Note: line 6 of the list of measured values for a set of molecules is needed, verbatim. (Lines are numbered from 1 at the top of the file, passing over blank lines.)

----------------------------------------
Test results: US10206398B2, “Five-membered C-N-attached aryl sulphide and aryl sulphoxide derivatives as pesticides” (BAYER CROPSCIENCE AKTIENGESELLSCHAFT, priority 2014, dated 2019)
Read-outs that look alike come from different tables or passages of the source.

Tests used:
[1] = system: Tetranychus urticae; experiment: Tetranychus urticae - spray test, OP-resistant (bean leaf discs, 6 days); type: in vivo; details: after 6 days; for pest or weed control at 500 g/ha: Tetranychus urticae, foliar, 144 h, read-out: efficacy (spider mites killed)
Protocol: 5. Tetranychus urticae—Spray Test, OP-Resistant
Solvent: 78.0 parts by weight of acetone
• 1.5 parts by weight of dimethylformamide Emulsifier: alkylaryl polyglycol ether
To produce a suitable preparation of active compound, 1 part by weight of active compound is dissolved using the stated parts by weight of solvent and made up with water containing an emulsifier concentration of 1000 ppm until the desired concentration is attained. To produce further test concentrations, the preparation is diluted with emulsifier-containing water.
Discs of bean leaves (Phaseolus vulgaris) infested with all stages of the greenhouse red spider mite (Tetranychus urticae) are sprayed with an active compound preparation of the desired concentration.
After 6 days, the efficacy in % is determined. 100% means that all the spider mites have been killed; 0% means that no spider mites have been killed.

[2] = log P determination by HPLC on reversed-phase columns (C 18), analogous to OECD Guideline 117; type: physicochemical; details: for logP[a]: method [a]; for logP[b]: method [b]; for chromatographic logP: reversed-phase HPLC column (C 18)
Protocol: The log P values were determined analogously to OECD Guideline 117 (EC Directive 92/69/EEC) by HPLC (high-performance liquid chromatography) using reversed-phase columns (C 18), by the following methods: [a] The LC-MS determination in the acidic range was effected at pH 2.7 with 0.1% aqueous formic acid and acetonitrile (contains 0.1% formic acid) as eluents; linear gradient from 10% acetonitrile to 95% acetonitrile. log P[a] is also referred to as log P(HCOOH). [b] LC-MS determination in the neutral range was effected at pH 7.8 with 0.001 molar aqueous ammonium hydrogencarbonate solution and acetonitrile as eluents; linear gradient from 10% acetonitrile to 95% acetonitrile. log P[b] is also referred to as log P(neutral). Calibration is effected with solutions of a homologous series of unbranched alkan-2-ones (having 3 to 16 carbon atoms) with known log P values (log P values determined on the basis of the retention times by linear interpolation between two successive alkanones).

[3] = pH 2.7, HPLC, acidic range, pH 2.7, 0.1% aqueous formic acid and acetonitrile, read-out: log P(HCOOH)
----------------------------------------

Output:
Solvent: 78.0 parts by weight of acetone